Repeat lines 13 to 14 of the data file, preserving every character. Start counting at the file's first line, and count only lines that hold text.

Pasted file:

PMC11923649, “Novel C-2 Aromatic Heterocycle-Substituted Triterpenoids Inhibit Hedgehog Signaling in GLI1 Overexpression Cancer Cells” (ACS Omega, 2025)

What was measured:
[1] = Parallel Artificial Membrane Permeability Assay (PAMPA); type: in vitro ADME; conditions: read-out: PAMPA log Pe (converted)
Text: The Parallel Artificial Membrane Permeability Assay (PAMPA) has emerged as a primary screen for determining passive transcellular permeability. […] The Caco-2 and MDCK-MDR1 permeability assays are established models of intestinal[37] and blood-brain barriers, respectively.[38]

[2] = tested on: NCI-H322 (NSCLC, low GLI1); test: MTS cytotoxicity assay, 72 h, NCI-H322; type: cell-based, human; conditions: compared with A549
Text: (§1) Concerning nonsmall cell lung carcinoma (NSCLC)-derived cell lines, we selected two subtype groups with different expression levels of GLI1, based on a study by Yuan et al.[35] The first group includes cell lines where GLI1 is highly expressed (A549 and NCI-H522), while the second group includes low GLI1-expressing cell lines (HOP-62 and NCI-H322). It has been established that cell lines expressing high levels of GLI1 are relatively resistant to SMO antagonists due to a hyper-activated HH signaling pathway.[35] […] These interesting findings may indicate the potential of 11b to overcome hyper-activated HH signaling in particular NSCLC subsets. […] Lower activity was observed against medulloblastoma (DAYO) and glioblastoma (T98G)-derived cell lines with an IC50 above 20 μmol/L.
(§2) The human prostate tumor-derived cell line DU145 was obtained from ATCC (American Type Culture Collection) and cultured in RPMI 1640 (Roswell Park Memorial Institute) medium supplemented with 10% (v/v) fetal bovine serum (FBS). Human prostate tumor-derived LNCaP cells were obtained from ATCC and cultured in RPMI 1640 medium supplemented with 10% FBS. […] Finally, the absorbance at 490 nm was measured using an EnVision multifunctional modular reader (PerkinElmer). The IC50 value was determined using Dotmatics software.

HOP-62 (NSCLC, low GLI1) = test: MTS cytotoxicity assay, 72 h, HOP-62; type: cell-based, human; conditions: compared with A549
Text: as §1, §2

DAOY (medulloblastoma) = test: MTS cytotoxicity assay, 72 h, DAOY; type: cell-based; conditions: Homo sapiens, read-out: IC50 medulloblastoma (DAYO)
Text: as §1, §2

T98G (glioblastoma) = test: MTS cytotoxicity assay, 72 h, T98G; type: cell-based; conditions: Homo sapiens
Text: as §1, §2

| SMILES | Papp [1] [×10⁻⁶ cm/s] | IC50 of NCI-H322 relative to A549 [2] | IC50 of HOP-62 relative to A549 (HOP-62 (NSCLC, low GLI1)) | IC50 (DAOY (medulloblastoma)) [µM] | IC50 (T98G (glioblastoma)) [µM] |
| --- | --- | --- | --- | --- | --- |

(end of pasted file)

Text: as §1, §2

| SMILES | Papp [1] [×10⁻⁶ cm/s] | IC50 of NCI-H322 relative to A549 [2] | IC50 of HOP-62 relative to A549 (HOP-62 (NSCLC, low GLI1)) | IC50 (DAOY (medulloblastoma)) [µM] | IC50 (T98G (glioblastoma)) [µM] |